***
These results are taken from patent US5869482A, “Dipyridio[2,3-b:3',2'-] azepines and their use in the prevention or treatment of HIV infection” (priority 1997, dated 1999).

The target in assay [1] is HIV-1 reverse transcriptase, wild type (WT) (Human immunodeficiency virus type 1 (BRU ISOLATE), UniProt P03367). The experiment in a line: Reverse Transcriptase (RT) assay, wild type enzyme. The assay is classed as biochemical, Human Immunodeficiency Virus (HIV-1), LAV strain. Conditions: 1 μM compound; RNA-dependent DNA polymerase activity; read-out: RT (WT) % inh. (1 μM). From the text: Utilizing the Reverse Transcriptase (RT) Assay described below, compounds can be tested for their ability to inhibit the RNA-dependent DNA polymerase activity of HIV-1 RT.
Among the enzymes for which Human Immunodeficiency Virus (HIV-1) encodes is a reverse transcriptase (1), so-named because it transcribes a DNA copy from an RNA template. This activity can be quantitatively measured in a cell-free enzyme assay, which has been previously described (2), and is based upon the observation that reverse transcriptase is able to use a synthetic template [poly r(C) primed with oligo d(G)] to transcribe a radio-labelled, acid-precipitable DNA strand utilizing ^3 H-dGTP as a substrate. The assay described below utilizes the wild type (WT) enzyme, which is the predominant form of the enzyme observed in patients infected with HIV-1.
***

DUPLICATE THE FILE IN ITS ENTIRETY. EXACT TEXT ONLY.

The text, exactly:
These results are taken from patent US5869482A, “Dipyridio[2,3-b:3',2'-] azepines and their use in the prevention or treatment of HIV infection” (priority 1997, dated 1999).

The target in assay [1] is HIV-1 reverse transcriptase, wild type (WT) (Human immunodeficiency virus type 1 (BRU ISOLATE), UniProt P03367). The experiment in a line: Reverse Transcriptase (RT) assay, wild type enzyme. The assay is classed as biochemical, Human Immunodeficiency Virus (HIV-1), LAV strain. Conditions: 1 μM compound; RNA-dependent DNA polymerase activity; read-out: RT (WT) % inh. (1 μM). From the text: Utilizing the Reverse Transcriptase (RT) Assay described below, compounds can be tested for their ability to inhibit the RNA-dependent DNA polymerase activity of HIV-1 RT.
Among the enzymes for which Human Immunodeficiency Virus (HIV-1) encodes is a reverse transcriptase (1), so-named because it transcribes a DNA copy from an RNA template. This activity can be quantitatively measured in a cell-free enzyme assay, which has been previously described (2), and is based upon the observation that reverse transcriptase is able to use a synthetic template [poly r(C) primed with oligo d(G)] to transcribe a radio-labelled, acid-precipitable DNA strand utilizing ^3 H-dGTP as a substrate. The assay described below utilizes the wild type (WT) enzyme, which is the predominant form of the enzyme observed in patients infected with HIV-1.